Writing project, November 2019

This month’s word is wall, meaning “any of various permanent upright constructions having a length much greater than the thickness and presenting a continuous surface except where pierced by doors, windows, etc.: used for shelter, protection, or privacy, or to subdivide interior space, to support floors, roofs, or the like, to retain earth, to fence in an area, etc.” or “an immaterial or intangible barrier, obstruction, etc., suggesting a wall”.

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Walls make me feel safe. It’s always been that way, as long as I can remember. I’m never happier than when I’m indoors. The best, in fact, is sitting inside a closet. Two sets of walls, even if one set is wooden. I’ve occasionally considered putting up a tent within the closet, to maximise the number of walls, but I can’t find one small enough.

It’s not that I never go out. I go out regularly, in fact. It’s just that I’m never happy or relaxed when I am. And as soon as I enter a building, any building, I feel a weight lift off my shoulders. Home is best, of course, but anywhere will do.

When I was a kid, I used to build walls. Walls within walls within walls. Entrances offset from one another, so more of a maze, I suppose. Sometimes they’d be indoors, but more often outdoors. They were never high enough, barely kneehigh usually, but they filled a need – I did always have to start from the outside and build in, though. I’d be too scared otherwise.

All of that, I suppose, explains why I became an architect. Now I can design walls for a living. And I can do it inside.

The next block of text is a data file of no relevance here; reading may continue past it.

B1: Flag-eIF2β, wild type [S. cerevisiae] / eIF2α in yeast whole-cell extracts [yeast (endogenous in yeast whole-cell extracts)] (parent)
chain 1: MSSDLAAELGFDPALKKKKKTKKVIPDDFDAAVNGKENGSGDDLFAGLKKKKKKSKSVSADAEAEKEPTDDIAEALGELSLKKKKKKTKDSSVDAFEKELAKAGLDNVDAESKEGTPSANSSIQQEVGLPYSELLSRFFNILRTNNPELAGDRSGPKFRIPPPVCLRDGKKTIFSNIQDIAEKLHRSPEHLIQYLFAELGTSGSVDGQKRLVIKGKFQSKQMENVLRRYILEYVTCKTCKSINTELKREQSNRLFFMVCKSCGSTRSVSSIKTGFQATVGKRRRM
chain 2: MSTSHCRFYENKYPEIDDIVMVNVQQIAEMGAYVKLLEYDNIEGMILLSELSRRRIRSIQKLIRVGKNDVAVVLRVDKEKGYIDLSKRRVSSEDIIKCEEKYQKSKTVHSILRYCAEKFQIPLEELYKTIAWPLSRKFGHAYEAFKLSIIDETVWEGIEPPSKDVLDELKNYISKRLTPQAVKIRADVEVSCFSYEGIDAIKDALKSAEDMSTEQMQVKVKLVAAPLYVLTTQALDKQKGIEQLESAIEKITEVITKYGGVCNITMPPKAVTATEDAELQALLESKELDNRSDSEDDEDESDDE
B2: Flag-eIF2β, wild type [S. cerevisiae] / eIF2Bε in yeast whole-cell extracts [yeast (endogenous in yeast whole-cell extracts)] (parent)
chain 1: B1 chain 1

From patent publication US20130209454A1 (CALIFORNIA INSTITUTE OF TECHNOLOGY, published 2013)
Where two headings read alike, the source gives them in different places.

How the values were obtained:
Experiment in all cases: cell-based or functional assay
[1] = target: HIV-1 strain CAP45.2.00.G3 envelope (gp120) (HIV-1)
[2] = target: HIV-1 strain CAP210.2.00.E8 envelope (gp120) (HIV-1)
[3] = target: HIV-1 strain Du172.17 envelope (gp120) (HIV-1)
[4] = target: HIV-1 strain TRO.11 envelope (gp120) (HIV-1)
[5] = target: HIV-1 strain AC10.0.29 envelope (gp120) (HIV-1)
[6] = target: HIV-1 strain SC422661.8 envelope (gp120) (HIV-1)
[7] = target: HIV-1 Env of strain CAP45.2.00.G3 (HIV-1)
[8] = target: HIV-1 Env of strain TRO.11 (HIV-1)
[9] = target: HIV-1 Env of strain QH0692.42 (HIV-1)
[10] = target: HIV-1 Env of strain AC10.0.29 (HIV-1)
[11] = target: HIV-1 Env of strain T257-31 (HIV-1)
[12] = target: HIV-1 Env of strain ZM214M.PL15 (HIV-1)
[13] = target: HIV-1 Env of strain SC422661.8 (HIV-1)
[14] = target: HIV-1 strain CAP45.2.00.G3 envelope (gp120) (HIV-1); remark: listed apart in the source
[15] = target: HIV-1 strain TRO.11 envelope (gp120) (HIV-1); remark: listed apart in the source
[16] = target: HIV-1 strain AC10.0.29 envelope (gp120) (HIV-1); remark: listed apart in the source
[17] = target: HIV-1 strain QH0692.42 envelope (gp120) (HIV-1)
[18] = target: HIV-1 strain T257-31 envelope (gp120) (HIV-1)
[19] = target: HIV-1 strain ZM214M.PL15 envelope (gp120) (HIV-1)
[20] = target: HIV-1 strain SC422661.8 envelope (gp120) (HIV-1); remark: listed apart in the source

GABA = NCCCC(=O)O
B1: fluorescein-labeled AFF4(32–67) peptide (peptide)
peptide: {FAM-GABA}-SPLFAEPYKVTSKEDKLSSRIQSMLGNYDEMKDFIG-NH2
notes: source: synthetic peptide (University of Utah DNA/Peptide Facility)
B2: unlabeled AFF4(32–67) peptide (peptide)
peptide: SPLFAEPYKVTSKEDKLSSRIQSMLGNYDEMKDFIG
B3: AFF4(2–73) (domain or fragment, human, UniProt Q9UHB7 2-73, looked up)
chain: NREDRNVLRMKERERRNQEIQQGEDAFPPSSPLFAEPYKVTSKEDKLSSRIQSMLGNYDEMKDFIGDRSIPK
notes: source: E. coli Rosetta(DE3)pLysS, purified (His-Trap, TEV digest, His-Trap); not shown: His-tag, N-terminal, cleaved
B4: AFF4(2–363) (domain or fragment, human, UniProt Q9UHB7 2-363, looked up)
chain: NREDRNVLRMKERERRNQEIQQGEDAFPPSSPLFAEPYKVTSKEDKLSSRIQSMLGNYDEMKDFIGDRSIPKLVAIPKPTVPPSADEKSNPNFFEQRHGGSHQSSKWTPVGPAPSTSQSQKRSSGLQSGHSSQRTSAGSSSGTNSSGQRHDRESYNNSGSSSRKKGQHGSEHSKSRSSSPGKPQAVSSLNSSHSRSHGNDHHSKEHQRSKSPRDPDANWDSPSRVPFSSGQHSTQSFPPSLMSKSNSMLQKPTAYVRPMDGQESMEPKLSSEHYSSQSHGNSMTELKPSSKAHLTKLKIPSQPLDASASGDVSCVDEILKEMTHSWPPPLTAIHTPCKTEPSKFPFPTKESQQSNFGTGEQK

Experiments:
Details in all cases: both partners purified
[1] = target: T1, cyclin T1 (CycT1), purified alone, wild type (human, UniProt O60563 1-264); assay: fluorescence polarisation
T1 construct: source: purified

All this is a prelude to explaining why, when I got an enquiry about designing a labyrinth, I jumped at it. I’ll admit I thought it was an odd request, but how often was I going to get a chance like this? To build walls, and walls within walls?

It was by competition, so others were submitting plans too. I knew I had to outdo them all, so I made the effort to travel to the proposed site so I could adapt my ideas to the location. I made my labyrinth a multi-storey structure, spiralling deep within the ground.

And I won.

At the time I was delighted. I felt like all my dreams had come true. I even supervised the construction in person, because I couldn’t bear to miss the sight of my ideas becoming reality.

But it turns out I was working for a modern-day King Minos, and once this labyrinth was finished, he had all the workmen killed. One of them managed to get out a scream, and that gave me enough time to flee into the labyrinth, but now I’m stuck here. I daren’t leave, because he knows who I am, but I’m afraid to stay. It feels wrong in here. I hear strange noises, and I’m reminded of something I once heard, about how all labyrinths are the same, that there’s only one true labyrinth, and all others connect to it. I laughed at the time, but now I’m not so sure it’s fiction. It’s easy to believe strange things, down here in the dark.

The walls that used to comfort me don’t anymore. I can hear them moving in the darkness, sliding from place to place, changing the layout until I couldn’t escape even if I wanted to. And it feels like there’s something else in here with me, something alive, something angry and malevolent, but there can’t be. Can there?

I don’t know anymore, but I’ve gathered my courage, and I’m going to travel further in. Maybe there’s a way out. Maybe I will end up in the one true labyrinth. Maybe I’ll die here. But whatever happens, I want to find the centre of the labyrinth. I can’t help but think there’s something worth finding there.

Wish me luck. I’m going to need it.

© bardofupton 2019